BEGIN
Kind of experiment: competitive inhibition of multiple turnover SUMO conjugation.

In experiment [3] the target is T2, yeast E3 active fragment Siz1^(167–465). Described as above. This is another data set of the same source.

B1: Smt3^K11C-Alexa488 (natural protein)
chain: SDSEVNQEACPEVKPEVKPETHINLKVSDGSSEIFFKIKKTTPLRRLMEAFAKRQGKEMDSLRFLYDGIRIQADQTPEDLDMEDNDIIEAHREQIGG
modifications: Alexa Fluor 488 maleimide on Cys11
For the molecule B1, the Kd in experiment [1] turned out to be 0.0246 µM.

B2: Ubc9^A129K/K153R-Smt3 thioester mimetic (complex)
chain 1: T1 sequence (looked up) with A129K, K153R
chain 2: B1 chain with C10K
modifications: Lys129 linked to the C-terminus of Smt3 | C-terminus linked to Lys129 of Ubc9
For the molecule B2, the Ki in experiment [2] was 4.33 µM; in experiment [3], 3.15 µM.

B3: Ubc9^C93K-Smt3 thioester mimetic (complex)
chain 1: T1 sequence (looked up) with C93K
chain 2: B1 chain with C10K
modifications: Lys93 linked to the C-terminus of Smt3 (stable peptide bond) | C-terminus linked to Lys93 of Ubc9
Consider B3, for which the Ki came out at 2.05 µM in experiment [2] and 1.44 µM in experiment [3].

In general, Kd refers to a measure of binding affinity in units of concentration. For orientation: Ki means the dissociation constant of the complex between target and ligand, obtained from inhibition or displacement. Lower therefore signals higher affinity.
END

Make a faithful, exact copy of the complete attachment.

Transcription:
Kind of experiment: competitive inhibition of multiple turnover SUMO conjugation.

In experiment [3] the target is T2, yeast E3 active fragment Siz1^(167–465). Described as above. This is another data set of the same source.

B1: Smt3^K11C-Alexa488 (natural protein)
chain: SDSEVNQEACPEVKPEVKPETHINLKVSDGSSEIFFKIKKTTPLRRLMEAFAKRQGKEMDSLRFLYDGIRIQADQTPEDLDMEDNDIIEAHREQIGG
modifications: Alexa Fluor 488 maleimide on Cys11
For the molecule B1, the Kd in experiment [1] turned out to be 0.0246 µM.

B2: Ubc9^A129K/K153R-Smt3 thioester mimetic (complex)
chain 1: T1 sequence (looked up) with A129K, K153R
chain 2: B1 chain with C10K
modifications: Lys129 linked to the C-terminus of Smt3 | C-terminus linked to Lys129 of Ubc9
For the molecule B2, the Ki in experiment [2] was 4.33 µM; in experiment [3], 3.15 µM.

B3: Ubc9^C93K-Smt3 thioester mimetic (complex)
chain 1: T1 sequence (looked up) with C93K
chain 2: B1 chain with C10K
modifications: Lys93 linked to the C-terminus of Smt3 (stable peptide bond) | C-terminus linked to Lys93 of Ubc9
Consider B3, for which the Ki came out at 2.05 µM in experiment [2] and 1.44 µM in experiment [3].

In general, Kd refers to a measure of binding affinity in units of concentration. For orientation: Ki means the dissociation constant of the complex between target and ligand, obtained from inhibition or displacement. Lower therefore signals higher affinity.